Managing COVID-19 impacts on incoming rotation groups

In response to COVID-19 and the suspension of face-to-face interviewing, the ABS increased the size of sample for the incoming rotation groups from June to December 2020 to ensure response level were around the same as pre-COVID-19 rotation groups. This ensured a comparable number of fully responding households to the pre-COVID period.

In response to the data collection challenges associated with the COVID-19 Delta variant, the ABS increased the size of the sample for the incoming rotation group in New South Wales in September 2021, and in New South Wales and Victoria from October 2021 to January 2022. As with earlier in the pandemic, this has ensured that survey response has remained at a similar level to the pre-COVID period.

The sample size of the incoming rotation groups since February 2022 was similar to the rotation groups of the pre-COVID period.

It should be noted that the rotation group with increased samples in November 2021 was the outgoing rotation group in June 2022. It will be replaced with a rotation group with a similar sample size to the rotation groups of the pre-COVID period in July 2022.

Between April and September 2020, and in September and October 2021, additional weighting treatments were used to effectively account for a slightly higher level of non-response related to lockdowns and other restrictions. No such treatment has been required since October 2021.

Comparability with seasonally adjusted data

The gross flows and rotation group data are in original terms only, and are included to provide additional information on the month-to-month movements. They have a considerable level of inherent sampling variability, which is specifically adjusted for in the seasonally adjusted series.

While trend data usually provides the best measure of the underlying behaviour of the labour market, in times of large changes in the labour market, seasonally adjusted data provides a better estimate of the most recent months. The ABS has temporarily suspended the trend series until labour market indicators become more stable, see  Suspension of trend series and changes to seasonal adjustment during the COVID-19 period.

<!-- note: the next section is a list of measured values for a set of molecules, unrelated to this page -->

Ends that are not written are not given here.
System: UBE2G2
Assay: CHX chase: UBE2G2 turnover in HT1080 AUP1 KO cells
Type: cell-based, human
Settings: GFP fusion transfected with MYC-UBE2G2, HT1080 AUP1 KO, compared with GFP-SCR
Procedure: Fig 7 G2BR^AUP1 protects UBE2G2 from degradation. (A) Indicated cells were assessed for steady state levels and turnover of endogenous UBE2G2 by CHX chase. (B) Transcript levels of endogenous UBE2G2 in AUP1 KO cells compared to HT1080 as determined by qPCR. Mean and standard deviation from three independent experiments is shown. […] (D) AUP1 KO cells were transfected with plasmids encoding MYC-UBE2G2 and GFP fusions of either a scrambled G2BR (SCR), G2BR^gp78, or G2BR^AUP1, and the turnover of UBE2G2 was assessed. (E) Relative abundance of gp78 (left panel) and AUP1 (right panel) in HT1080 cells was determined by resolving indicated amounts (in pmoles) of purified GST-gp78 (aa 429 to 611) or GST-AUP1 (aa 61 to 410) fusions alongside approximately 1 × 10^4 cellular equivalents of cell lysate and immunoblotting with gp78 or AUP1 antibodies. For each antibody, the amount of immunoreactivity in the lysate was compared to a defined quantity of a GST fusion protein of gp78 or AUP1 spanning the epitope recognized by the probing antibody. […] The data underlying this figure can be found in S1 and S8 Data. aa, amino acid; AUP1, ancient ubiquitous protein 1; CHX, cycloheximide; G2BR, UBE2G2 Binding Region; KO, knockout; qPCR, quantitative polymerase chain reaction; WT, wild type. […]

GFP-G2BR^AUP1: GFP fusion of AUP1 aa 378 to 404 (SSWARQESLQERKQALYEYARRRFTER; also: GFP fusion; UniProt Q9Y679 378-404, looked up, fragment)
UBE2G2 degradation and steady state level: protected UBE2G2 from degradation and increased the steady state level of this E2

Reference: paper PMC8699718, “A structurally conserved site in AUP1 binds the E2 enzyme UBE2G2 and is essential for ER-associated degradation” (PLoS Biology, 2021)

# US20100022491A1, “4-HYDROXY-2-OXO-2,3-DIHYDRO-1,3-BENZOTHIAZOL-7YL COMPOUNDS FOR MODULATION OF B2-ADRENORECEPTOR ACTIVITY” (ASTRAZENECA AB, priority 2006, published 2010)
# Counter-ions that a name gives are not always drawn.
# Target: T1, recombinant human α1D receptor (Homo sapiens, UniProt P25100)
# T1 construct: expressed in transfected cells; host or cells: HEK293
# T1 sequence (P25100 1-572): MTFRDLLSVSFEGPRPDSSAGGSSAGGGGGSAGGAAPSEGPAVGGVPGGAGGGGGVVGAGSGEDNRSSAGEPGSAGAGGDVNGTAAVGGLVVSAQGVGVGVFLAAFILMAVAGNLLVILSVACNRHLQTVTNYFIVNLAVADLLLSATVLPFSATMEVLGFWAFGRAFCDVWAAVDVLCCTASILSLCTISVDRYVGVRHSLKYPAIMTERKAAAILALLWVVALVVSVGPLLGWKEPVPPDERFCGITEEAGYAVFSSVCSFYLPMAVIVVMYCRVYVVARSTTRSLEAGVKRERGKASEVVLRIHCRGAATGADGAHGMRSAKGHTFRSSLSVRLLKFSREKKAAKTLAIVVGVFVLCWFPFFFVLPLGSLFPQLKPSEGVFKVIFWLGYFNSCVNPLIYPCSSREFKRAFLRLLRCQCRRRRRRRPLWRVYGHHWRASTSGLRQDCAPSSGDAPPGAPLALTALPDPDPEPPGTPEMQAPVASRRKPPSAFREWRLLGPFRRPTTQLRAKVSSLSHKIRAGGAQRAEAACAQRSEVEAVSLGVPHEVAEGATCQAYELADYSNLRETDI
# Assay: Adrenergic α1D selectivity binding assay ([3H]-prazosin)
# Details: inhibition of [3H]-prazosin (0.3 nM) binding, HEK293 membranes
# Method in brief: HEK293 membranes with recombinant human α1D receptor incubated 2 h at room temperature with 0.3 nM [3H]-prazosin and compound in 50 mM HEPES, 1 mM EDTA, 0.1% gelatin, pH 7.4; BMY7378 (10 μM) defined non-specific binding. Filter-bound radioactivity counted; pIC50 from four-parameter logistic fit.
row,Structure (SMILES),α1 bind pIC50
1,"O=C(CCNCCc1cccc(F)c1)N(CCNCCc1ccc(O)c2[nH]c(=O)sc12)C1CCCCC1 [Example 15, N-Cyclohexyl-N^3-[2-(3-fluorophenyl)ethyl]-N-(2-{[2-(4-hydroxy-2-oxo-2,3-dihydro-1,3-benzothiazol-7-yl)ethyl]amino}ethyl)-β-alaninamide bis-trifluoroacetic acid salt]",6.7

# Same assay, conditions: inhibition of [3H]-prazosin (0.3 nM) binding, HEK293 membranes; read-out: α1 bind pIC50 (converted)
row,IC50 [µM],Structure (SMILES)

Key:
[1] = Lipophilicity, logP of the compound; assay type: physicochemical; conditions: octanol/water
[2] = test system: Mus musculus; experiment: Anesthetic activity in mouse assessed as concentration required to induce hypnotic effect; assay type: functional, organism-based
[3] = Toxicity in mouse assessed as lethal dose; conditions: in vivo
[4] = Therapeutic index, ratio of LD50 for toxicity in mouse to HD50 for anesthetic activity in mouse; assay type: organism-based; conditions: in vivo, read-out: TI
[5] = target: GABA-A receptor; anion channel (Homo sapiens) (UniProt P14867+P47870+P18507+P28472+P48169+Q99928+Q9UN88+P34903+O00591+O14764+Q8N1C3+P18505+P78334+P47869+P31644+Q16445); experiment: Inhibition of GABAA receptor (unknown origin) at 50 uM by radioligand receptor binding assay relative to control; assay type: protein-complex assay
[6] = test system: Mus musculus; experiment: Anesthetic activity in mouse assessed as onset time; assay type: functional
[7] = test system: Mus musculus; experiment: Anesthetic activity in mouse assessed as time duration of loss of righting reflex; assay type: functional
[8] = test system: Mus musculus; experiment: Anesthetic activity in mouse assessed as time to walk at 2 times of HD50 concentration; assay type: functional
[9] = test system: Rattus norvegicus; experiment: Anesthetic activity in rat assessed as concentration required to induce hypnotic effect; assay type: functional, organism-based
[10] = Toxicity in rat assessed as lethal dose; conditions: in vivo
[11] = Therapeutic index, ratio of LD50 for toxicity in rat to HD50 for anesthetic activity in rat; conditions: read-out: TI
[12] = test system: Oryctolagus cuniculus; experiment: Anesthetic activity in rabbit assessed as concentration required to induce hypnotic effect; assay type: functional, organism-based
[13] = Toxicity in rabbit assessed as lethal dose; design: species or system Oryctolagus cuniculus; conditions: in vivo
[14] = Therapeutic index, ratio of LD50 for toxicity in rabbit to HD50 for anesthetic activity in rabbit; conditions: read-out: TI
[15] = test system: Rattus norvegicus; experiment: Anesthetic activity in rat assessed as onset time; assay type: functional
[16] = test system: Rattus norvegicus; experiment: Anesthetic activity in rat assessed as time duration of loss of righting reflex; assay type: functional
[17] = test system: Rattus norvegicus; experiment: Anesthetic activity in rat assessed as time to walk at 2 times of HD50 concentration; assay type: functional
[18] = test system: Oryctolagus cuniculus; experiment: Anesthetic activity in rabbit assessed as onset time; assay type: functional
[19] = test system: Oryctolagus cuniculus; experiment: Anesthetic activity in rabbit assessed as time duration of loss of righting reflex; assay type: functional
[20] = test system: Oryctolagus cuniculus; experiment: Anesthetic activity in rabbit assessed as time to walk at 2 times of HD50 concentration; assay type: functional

Contribution from sample components to estimates

Data downloads

Labour Force Survey results are released in three stages.

  1. Spreadsheets of the headline indicators are published in this release
  2. Additional, more detailed spreadsheets and pivot tables are published in Labour Force, Australia, Detailed one week after this first release
  3. Longitudinal labour force microdata are released in the ABS DataLab on a monthly basis, one day after the detailed release (see Microdata: Longitudinal Labour Force, Australia)

See the Survey output section of Labour Force, Australia methodology for more information.

Labour Force status

Data files

Hours worked

Data files

Underemployment and underutilisation

Data files

Flows into and out of employment

GM1 - Labour force status and Gross changes (flows) by Age, Sex, State and Territory, February 1991 onwards

All time series spreadsheets

All time series spreadsheets


Data Explorer datasets

Caution: Data in the Data Explorer is currently released after the 11:30am release on the ABS website. Please check the time period when using Data Explorer.

For information on Data Explorer and how it works, see the Data Explorer user guide.

Labour force status by Sex, State and Territory - Number of people employed, unemployed and not in the labour force, monthly, February 1978 and onwards

Article archive

Unemployment and underemployment

Hours worked

Insight into hours worked (May 2022)

Insight into hours worked (April 2022)

Insights into hours worked (March 2022)

Insights into hours worked (February 2022)

Insights into hours worked (January 2022)

Insights into hours worked (December 2021)

Insights into hours worked (November 2021)

Insights into hours worked (October 2021)

Insights into hours worked (September 2021)

Insights into hours worked (August 2021)

Insights into hours worked (July 2021)

Insights into hours worked (June 2021)

Insights into hours worked (May 2021)

Insights into hours worked (April 2021)

Insights into hours worked (March 2021)

How many people work one hour a week? (March 2021)

Insights into hours worked (February 2021)

Insights into hours worked (January 2021)

Insights into hours worked (December 2020)

Insights into hours worked (November 2020)

Insights into hours worked (October 2020)

Insights into hours worked (September 2020)

Insights into hours worked (August 2020)

State and territory employment and hours worked (August 2020)

Insights into hours worked (July 2020)

Insights into hours worked (June 2020)

Hours not worked - Hours-based measures of unemployment and underemployment (May 2020)

Insights into hours worked (May 2020)

People working fewer hours (April 2020)

Insights into hours worked (April 2020)

Reasons for working fewer hours (March 2020)

Insights into hours worked (March 2020)

Insights into detailed Labour Force Survey hours worked data (February 2020)

Revisions to monthly hours worked in all jobs (July 2016)


Previous catalogue number

This release previously used catalogue number 6202.0.